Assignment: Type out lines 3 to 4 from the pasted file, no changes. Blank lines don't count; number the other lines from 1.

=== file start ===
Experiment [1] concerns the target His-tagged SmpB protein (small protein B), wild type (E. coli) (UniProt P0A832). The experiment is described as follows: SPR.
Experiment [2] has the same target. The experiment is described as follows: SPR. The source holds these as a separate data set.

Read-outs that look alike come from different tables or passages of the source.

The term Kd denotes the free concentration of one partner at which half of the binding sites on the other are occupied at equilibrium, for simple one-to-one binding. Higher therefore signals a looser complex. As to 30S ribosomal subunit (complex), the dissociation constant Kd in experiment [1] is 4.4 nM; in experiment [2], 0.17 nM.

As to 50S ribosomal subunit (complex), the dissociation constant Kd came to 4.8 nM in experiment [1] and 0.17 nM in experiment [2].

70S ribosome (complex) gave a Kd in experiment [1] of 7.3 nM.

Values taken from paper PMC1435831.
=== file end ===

Read-outs that look alike come from different tables or passages of the source.

The term Kd denotes the free concentration of one partner at which half of the binding sites on the other are occupied at equilibrium, for simple one-to-one binding. Higher therefore signals a looser complex. As to 30S ribosomal subunit (complex), the dissociation constant Kd in experiment [1] is 4.4 nM; in experiment [2], 0.17 nM.